Jaguar E-Type Series I
March 1961 the Series I was introduced, initially for export only. The domestic market launch came four months later in July 1961. The cars at this time used the triple SU carburetted 3.8 litre six-cylinder Jaguar XK6 engine from the XK150S. Very earlier built cars utilised external bonnet latches which required a tool to open and had a flat floor design. These cars are rare and more valuable. After that, the Jaguar E-Type 1963 floors were dished to provide more leg room and the twin hood latches moved to inside the car. The 3.8-litre engine was increased to 4.2 litres in October 1964.
All E-Types featured independent coil spring rear suspension with torsion bar front ends, and four wheel disc brakes, in-board at the rear, all were power-assisted. Jaguar was one of the first vehicle manufacturers to equip cars with disc brakes as standard from the XK150 in 1958. The Series 1 can be recognised by glass-covered headlights (up to 1967), small "mouth" opening at the front, signal lights and tail-lights above bumpers and exhaust tips under the number plate in the rear.
3.8-litre Jaguar E-Type 1965 cars have leather-upholstered bucket seats, an aluminium-trimmed centre instrument panel and console, and a Moss four-speed gearbox that lacks synchromesh for first gear ("Moss box"). 4.2-litre cars have more comfortable seats, improved brakes and electrical systems, and an all-synchromesh four-speed gearbox. 4.2-litre cars also have a badge on the boot proclaiming "Jaguar 4.2 Litre E-Type". Optional extras included chrome spoked wheels and a detachable hard top for the OTS.
A 2+2 version of the coupé was added in the Jaguar E-Type 1966. The 2+2 offered the option of an automatic transmission. The body is 9 in (229 mm) longer and the roof angles are different with a more vertical windscreen. (this is an incorrect assumption, the S1 OTS, coupe and 2+2 had identical rake windshields). The roadster remained a strict two-seater.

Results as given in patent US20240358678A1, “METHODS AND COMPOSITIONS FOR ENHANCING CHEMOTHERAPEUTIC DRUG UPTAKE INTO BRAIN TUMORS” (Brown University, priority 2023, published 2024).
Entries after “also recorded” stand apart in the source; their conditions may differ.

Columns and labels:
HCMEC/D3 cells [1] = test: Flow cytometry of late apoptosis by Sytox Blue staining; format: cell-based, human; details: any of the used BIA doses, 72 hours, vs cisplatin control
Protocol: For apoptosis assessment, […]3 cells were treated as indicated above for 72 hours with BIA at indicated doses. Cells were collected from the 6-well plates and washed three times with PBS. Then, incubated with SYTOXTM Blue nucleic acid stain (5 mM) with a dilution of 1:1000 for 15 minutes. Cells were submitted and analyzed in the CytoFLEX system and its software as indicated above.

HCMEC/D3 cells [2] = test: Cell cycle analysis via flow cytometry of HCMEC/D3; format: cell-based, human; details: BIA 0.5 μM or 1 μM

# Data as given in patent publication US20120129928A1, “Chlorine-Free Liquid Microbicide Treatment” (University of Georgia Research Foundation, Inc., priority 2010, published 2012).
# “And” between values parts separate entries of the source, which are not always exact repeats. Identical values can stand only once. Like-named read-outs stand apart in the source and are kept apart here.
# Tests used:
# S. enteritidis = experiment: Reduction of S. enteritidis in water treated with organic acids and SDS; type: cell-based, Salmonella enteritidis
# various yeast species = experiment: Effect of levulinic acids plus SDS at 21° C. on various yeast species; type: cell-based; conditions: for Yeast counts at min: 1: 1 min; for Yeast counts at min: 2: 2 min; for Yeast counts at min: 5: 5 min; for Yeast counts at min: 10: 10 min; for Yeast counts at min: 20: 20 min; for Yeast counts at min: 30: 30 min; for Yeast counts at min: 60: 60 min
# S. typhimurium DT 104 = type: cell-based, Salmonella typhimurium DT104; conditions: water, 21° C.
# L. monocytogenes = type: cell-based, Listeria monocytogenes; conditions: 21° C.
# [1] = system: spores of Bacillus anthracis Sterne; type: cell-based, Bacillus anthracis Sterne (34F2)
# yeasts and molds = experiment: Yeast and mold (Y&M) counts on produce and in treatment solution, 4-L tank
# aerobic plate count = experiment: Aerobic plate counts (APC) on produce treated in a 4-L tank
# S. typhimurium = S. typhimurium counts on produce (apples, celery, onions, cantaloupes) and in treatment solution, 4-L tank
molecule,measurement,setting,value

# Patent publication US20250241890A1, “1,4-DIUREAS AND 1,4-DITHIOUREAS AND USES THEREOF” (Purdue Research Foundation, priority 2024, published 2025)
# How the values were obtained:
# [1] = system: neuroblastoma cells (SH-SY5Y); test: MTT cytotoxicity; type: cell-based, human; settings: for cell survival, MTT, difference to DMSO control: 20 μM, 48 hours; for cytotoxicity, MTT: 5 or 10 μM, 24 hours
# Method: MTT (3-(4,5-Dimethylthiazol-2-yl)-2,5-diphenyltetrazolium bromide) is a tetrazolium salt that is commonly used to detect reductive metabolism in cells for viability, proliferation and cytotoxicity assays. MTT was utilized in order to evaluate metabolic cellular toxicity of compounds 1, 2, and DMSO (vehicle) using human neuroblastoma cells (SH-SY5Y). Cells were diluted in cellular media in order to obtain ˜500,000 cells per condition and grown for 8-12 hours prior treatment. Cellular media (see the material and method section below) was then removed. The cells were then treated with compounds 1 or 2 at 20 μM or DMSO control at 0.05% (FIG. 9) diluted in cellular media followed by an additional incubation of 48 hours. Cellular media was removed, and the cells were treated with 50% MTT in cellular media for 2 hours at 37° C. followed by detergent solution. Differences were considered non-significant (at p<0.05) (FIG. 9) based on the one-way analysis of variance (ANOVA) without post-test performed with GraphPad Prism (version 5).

Less widely known, right at the end of Series 1 production and prior to the transitional "Series 1½" referred to below, a very small number of Series 1 cars were produced with open headlights.Production dates on these machines vary but in right hand drive form production has been verified as late as March 1968. The low number of these cars produced make them amongst the rarest of all production E Types.
Series I model years:
Jaguar E-Type 1961
Jaguar E-Type 1962
Jaguar E-Type 1963
Jaguar E-Type 1964
Jaguar E-Type 1965
Jaguar E-Type 1966
Jaguar E-Type 1967
Jaguar E-Type 1968
Following the Series 1 there was a transitional series of cars built in 1967–1968, unofficially called "Series 1½", which are externally similar to Series 1 cars. Due to American pressure the new features were open headlights, different switches, and some de-tuning for US models. Some Series 1½ cars also have twin cooling fans and adjustable seat backs. Series 2 features were gradually introduced into the Series 1, creating the unofficial Series 1½ cars, but always with the Series 1 body style.
An open 3.8-litre car, actually the first such production car to be completed, was tested by the British magazine The Motor in 1961 and had a top speed of 149.1 mph and could accelerate from 0 to 60 mph (0 to 97 km/h) in 7.1 seconds. A fuel consumption of 21.3 miles per imperial gallon was recorded. The test car cost £2,097 including taxes.
Buying a Jaguar E-Type Series I?
The cars submitted for road test by the popular motoring journals of the time such as The Motor, The Autocar and Autosport magazines were specially prepared by the Jaguar works to give better-than-standard performance figures. This work entailed engine balancing and subtle work such as gas-flowing the cylinder heads and may even have involved fitting larger diameter inlet valves.
Both of the well-known 1961 road test cars: the E-type Coupe Reg. No. 9600 HP and E-type Convertible Reg 77 RW, were also fitted with Dunlop Racing Tyres on test, which had a larger rolling diameter and lower drag co-efficient. This goes some way to explaining how the 150 mph (240 km/h) maximum speeds that were obtained under ideal test conditions. The maximum safe rev limit for standard 6-cylinder 3.8-litre E-type engines is 5500 rpm. The later 4.2-Litre units had a red marking on the rev counter from just 5,000 rpm. The maximum safe engine speed is therefore 127mph and 137mph at the 5,500 rpm limit. Both test cars must have reached or exceeded 6000 rpm in top gear whilst on road test in 1961.
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